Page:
The Very Warm

The Very Warm, the outerwear brand from David Peyser Sportswear, has launched exclusively at Ssense its first collection under the direction of Laurence Chandler of Rochambeau and Studio Institute founder Nate Brown.

Chandler, who has been named creative director of the brand, had been talking to the company about his Rochambeau brand. “The initial conversation was for new production resources,” he said.

Cousins Shai and David Peyser, whose family produces the Weatherproof collection, were interested in Rochambeau’s artist collaborations, having partnered with artists themselves on the launch of The Very Warm and special projects for the brand, and Chandler was interested in the company’s logistical expertise. Eventually they agreed to share resources — David Peyser Sportswear would handle Rochambeau’s “production, logistics, shipping, all of the things a small brand doesn’t have the bandwidth for,” said Chandler, and in turn, he would design for The Very Warm.

“The relationship is purely the exchange of resources. Right now, we’re delivering on the creative side, building The Very Warm, and they’re helping structurally for Rochambeau. And we kept it as simple as that,” Chandler said.

Founded in 2017, The Very Warm started as a project from Shai and David Peyser to enter the contemporary outerwear market. The duo debuted with men’s and women’s outerwear featuring works from artists such as Trav, Jasper Wong, Morgan Lappin and Caleb Troy, and with street artist Billi Kid for a collaboration with NBALab, the professional basketball association’s research and development program. The brand launched at Nordstrom and was sold at Barneys New York.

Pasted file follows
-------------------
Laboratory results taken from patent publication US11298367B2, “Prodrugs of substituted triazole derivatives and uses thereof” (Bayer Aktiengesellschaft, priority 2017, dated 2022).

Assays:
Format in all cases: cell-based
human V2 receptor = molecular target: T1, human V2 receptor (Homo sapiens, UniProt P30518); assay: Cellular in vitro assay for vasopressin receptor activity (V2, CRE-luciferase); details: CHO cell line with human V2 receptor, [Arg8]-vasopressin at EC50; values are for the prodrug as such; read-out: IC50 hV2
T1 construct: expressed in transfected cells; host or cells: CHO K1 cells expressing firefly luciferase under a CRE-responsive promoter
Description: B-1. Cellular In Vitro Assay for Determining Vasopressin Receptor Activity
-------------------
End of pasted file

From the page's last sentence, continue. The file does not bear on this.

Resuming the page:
Chandler quietly joined the brand at the end of 2018, and brought in Brown as artistic director. Brown had designed sets and visuals for Alexander Wang, Kith and John Elliott, as well as tour merchandise for Beyoncé, Drake, as well as Jay Z and Kanye West’s Watch the Throne tour. “I knew how valuable Nate would be as a partner, and it’s fun to work with friends,” Chandler said. “It was the easiest conversation in the world to start building this.”

They began formulating the brand’s new direction earlier this year and decided to take it in a functional and sustainable direction with an attainable price point. The new styles are classic silhouettes with Primaloft fill and are priced between $295 for a quilted vest to $450 for a quilted puffer jacket, similar to the brand’s original pricing.

The collection also includes quilted bomber jackets, coach’s jackets and mac coats in neutral black, gray and olive tones and feature straps to hang the coat on the body when not worn, several stash pockets even in the collar, and branded tags that hang from the back collar but can be removed and worn as a wristband. “I can see the wristband can be utilized and provide access,” said Chandler, who added that the mood board for the collection at one point was comprised of only photos of wristbands.

A small assortment launched at Ssense this fall but plans for fall 2020 include a larger collection with three drops, outerwear with interchangeable hoods and accessories. The line will be shown in Paris during Men’s Fashion Week and Chandler said the hope is to possibly expand the brand outside North America.

As for Rochambeau, Chandler and partner Joshua Cooper are still operating the brand independently and will expand on its artist collaborations. “I’ve always wanted to keep Rochambeau focused on what it was about: working with contemporary artists, being innovative in design, dropping cool collections,” he said.

Next year will see a number of artist collaborations for Rochambeau. As for operating that brand and designing for The Very Warm, Chandler said, “It’s liberating because I can focus on what I want to do at Rochambeau. I’m going to get weirder.”

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